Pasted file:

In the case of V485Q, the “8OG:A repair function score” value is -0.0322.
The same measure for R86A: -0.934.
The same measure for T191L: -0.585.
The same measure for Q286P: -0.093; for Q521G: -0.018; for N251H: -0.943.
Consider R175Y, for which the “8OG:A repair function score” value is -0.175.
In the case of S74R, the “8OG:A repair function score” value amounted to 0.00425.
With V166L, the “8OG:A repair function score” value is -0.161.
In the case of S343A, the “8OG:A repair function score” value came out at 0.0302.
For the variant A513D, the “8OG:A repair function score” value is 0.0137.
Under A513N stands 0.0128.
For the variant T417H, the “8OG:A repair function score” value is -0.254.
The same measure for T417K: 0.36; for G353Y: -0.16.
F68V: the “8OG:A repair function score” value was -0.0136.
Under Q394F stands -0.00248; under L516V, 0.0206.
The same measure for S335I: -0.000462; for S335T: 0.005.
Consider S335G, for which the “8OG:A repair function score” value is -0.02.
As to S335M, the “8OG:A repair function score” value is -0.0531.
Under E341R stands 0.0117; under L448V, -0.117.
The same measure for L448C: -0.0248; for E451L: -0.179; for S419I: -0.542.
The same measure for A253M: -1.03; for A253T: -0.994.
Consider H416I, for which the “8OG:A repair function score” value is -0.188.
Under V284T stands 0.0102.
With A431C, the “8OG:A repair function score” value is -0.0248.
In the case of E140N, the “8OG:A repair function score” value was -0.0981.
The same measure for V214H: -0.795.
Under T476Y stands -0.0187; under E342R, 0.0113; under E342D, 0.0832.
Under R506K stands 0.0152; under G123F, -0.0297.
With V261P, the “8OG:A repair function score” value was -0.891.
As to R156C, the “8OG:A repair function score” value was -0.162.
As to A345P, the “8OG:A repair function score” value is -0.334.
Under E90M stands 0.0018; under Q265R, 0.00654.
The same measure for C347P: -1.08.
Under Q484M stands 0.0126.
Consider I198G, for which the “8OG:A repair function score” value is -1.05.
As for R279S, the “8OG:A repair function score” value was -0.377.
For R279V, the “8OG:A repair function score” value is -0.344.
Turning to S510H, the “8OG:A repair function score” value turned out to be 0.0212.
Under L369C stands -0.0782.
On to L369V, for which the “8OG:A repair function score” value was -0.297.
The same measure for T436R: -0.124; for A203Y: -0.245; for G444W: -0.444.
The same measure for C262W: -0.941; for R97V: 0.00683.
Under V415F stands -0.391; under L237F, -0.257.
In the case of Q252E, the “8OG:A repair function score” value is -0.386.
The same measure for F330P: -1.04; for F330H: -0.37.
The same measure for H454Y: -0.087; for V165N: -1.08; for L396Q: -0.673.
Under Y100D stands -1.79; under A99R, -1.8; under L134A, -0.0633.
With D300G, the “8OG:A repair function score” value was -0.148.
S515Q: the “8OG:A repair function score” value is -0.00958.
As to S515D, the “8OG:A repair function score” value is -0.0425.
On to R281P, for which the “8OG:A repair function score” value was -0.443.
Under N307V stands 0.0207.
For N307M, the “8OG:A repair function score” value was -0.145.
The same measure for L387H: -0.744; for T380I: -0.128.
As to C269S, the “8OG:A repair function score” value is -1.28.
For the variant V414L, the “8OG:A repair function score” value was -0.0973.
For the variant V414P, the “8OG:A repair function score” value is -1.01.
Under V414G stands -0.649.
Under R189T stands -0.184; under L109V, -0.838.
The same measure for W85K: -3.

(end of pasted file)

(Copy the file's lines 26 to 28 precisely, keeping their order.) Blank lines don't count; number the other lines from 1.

Under T476Y stands -0.0187; under E342R, 0.0113; under E342D, 0.0832.
Under R506K stands 0.0152; under G123F, -0.0297.
With V261P, the “8OG:A repair function score” value was -0.891.